Education: Adjusting to a new environment

If things go wrong in the first few weeks of term, it is possible to sort things out, says Lucy Hodges
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Indy Lifestyle Online
The likelihood is that your child will settle in to university fairly easily. They may be homesick for a week or two, but after that they'll make friends, go to lectures and seminars, find a part-time job and enjoy life most of the time. But what to do if they don't? Here are some things that can go wrong, and what to do about them.


It's not uncommon for students to find they don't like the course that they have selected from the glossy prospectus. Parts of it may be horrendously difficult or dull, or it may just not be what they had expected. But make sure it really is the course your youngster doesn't like - and not something else.

It helps if they make up their mind quite quickly that they made the wrong choice. The longer they leave a decision the more difficult it'll be to switch. And it would be sad to delay deciding and then find they are stuck for three years with a subject they don't really care for.

Most universities and colleges will be reasonably sympathetic to requests for a transfer within their institution - they want to keep their students. If the student has decided that they want to shift courses, they need to talk to a member of the academic staff first. Later they could also consult a student counsellor, who may be able to advise on any possible financial implications, and a careers adviser, who should be able to indicate any change to the outcome of their change.

A course transfer can be sorted out very quickly. Switching, say, between sociology and psychology should be easy - they probably won't need to miss a year - but switching from one of those subjects to computer science might be more difficult, and they might find they have to start from scratch again. That's why the experts advise making up their mind in the first four to six weeks of term. That way they should suffer minimum financial penalties.

If the student is receiving support from their local authority for their fees, they can usually benefit from the False Start scheme that enables them to make a switch in their first year without suffering financially as a result.

Don't mistake homesickness for the wrong course. Many 18-year-olds suffer acute misery as they adjust to a new place on their first time away from home with an unfamiliar culture and no mum to wash their clothes and cook them their favourite meals. Young people can be very disoriented for a while. So, try to figure out whether your child is just missing home badly, or really is looking for a change.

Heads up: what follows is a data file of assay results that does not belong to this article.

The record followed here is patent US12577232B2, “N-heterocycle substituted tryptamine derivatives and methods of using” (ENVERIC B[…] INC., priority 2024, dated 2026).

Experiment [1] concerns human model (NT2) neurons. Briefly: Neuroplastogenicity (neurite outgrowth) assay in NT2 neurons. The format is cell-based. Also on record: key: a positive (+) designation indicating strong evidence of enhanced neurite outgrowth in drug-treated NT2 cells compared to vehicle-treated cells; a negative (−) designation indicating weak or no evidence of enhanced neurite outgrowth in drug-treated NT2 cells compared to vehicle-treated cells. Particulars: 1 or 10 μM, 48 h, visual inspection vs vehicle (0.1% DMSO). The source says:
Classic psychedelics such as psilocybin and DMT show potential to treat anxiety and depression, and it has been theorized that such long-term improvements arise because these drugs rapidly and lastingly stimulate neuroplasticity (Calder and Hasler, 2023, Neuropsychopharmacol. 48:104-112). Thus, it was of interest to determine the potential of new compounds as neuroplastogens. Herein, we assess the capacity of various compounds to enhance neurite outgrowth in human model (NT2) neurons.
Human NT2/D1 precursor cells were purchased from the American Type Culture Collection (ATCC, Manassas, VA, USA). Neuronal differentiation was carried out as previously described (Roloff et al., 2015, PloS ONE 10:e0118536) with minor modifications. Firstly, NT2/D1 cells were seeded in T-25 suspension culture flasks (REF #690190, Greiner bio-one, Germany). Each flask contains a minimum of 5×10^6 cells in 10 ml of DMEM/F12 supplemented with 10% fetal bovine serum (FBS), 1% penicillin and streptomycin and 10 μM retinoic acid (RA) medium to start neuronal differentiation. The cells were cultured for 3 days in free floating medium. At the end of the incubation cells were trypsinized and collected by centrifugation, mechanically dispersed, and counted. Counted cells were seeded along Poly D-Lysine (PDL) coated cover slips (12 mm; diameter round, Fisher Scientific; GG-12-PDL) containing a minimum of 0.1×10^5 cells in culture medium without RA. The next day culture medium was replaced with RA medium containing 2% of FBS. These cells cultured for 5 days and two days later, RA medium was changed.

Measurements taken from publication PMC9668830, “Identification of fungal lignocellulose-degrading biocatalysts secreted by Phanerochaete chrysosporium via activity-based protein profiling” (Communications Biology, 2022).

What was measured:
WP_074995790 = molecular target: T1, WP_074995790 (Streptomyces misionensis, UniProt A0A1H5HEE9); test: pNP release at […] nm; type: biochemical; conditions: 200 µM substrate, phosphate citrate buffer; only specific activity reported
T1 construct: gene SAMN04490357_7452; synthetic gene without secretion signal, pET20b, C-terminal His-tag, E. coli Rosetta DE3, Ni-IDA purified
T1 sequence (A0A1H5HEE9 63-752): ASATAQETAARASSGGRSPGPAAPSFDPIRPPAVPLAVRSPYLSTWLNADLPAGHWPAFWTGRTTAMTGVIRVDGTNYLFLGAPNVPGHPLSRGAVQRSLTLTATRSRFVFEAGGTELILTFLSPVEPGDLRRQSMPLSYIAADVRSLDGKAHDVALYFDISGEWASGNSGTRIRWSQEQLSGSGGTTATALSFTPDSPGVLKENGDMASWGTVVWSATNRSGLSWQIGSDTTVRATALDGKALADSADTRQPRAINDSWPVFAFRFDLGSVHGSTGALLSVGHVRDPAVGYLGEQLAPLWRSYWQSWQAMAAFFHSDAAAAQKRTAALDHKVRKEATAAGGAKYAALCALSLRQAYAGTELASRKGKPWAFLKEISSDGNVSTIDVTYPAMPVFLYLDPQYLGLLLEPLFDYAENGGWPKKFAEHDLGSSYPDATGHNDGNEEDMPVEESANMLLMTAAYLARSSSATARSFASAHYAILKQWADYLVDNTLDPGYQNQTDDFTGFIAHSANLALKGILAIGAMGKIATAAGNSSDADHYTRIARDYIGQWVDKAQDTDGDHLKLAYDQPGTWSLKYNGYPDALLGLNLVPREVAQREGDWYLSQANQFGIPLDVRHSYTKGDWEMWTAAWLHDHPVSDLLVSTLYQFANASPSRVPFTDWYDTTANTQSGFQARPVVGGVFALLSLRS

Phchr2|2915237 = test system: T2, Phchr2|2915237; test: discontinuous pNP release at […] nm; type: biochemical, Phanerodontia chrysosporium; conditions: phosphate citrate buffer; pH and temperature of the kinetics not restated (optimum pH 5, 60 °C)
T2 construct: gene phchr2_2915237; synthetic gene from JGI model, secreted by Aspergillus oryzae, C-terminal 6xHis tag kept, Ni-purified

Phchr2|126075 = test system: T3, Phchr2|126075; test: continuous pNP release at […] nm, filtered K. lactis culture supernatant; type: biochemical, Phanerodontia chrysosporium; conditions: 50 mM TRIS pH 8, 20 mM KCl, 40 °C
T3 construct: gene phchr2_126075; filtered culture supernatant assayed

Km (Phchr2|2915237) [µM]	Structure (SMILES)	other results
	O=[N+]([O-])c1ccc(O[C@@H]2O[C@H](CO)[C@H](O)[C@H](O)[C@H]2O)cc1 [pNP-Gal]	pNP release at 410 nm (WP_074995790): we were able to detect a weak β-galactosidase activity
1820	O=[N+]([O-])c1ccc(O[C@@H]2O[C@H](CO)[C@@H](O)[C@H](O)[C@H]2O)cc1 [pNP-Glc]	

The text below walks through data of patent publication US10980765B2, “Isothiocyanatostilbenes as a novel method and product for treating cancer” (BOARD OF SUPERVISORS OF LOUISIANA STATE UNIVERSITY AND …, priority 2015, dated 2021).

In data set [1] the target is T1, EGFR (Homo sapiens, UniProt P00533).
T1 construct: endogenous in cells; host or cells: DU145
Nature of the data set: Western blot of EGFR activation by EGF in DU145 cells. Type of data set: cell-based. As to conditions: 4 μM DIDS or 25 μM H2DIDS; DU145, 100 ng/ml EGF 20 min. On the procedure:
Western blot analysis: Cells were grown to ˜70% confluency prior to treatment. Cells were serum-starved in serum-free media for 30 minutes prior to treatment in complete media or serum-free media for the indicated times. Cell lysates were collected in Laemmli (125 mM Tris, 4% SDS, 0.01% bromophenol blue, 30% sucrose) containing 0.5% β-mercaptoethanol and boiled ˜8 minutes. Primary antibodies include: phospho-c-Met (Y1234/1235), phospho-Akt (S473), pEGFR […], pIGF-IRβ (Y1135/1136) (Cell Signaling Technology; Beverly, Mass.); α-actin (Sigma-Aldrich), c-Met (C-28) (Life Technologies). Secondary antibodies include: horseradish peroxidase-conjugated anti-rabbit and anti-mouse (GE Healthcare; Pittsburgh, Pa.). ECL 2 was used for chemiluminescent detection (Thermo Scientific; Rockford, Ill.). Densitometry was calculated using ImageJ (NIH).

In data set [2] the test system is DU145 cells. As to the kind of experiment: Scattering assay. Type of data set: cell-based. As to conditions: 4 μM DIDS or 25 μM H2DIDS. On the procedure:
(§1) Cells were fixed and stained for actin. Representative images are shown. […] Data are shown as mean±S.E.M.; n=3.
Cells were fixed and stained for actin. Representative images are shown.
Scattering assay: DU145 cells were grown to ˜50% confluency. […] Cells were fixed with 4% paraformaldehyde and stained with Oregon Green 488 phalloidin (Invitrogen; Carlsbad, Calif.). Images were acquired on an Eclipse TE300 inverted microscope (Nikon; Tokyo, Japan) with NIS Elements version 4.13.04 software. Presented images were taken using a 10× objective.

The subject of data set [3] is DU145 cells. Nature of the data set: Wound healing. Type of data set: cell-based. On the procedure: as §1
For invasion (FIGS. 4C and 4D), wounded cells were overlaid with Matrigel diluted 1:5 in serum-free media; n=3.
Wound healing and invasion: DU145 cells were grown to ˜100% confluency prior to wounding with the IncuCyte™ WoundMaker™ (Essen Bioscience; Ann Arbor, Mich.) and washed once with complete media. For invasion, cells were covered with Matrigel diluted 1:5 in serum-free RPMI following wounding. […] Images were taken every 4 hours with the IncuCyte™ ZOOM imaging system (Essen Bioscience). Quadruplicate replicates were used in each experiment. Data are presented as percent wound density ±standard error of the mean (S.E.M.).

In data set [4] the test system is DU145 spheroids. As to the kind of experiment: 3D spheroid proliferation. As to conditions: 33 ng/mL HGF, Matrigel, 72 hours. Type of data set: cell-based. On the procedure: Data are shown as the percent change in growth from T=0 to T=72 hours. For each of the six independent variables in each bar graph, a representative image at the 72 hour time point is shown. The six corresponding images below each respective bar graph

It's more difficult to transfer between institutions but it is not impossible. Quite a few students do it. This may be because they found the university they chose is too suburban or is too urban; or maybe they were disappointed by the teaching or the standard of the course. Don't leave it too late, but at the same time it is important not to rush such a momentous decision.

Once they have decided they want to change universities, they need to choose where to go. They should find prospectuses of other institutions in the student services centre library, or equivalent. Once they've picked an alternative, they need to talk to an admissions officer and see if there is a place, and also contact an academic staff member. If she or he is sufficiently impressed by the student's A-levels and other work, they may well be offered a place. Then, it's probably plain sailing.

Remember, however, that students are extremely unlikely to be accepted on to a course for which they would not have been accepted the first time round.


If they don't like where they're living, they should talk first to the warden of their hall of residence and then to the accommodation office. Some universities have a wide range of student lodgings - single rooms with or without bathrooms, single rooms with or without food, flats with kitchens and so on. So they should be able to find alternative accommodation. But there's a shortage in the big cities, particularly London, and they will find the choice there much more restricted.

If they're having a problem getting along with their flatmates, accommodation offices can probably help too. John Martin, director of student affairs at Strathclyde University, says there's quite a bit of moving around each year as extroverts move to be with other extroverts, and introverts with introverts.

Things are more problematic if a student wants to move out of hall into a private flat as they'll have signed a legal contract for the room. If the student can find someone to take over the room - and pay the rent - the university will usually then release them from the contract.


There is real concern that some first years may turn up at university this autumn with no money, because of abolition of the grant and the introduction of means testing on part of the student loan, which may slow up the processing of loans.

However, if students arrive with a copy of the application form for their student loan and for remittance of the tuition fee, they should then have no problem borrowing money from the university or from the student union.

Strathclyde University gives short-term loans of up to pounds 300. If there are more serious, long-term problems, students can apply to the Access Fund - which all universities maintain - and can thereby tap into a grant of up to pounds 3,000 to help with things such as childcare costs.

All students should have opened a bank account by the time they start at university. Banks, as we all know, are only too happy to lend them money. So, students who are short of cash at first would be well advised to take out a bank loan.